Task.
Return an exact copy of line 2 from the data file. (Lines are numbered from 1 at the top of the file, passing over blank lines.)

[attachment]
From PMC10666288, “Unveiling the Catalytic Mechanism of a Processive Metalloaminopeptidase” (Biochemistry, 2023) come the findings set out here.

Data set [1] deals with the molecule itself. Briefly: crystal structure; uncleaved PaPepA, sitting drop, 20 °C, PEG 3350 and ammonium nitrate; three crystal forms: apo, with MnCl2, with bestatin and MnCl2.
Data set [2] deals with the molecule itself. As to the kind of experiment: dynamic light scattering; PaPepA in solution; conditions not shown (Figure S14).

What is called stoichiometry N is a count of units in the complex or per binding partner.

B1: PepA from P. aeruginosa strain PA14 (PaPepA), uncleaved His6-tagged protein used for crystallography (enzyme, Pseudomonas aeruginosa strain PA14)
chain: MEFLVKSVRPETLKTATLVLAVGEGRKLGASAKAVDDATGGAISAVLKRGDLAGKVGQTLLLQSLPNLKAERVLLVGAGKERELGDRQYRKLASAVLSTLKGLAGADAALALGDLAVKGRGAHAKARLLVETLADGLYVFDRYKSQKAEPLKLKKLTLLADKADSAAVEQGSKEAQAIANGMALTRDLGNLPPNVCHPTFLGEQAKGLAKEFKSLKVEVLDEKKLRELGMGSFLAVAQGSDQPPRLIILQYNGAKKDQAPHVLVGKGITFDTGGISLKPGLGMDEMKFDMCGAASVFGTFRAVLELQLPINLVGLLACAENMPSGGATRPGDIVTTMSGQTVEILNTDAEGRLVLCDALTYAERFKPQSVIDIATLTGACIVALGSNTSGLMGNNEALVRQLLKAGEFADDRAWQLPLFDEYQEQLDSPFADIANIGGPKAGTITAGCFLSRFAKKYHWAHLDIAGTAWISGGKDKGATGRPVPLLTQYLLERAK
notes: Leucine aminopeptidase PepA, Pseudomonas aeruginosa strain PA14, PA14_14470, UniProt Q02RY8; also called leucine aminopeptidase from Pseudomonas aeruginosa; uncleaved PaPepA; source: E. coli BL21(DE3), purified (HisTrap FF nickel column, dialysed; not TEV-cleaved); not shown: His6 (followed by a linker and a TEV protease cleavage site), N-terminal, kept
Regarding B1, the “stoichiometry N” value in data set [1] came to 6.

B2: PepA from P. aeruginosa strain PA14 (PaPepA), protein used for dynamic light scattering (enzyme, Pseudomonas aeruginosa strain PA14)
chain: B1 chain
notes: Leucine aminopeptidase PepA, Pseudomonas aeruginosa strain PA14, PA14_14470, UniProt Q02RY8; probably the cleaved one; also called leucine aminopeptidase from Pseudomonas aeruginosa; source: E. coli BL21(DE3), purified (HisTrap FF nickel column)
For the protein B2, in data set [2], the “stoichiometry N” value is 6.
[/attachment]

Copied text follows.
Data set [1] deals with the molecule itself. Briefly: crystal structure; uncleaved PaPepA, sitting drop, 20 °C, PEG 3350 and ammonium nitrate; three crystal forms: apo, with MnCl2, with bestatin and MnCl2.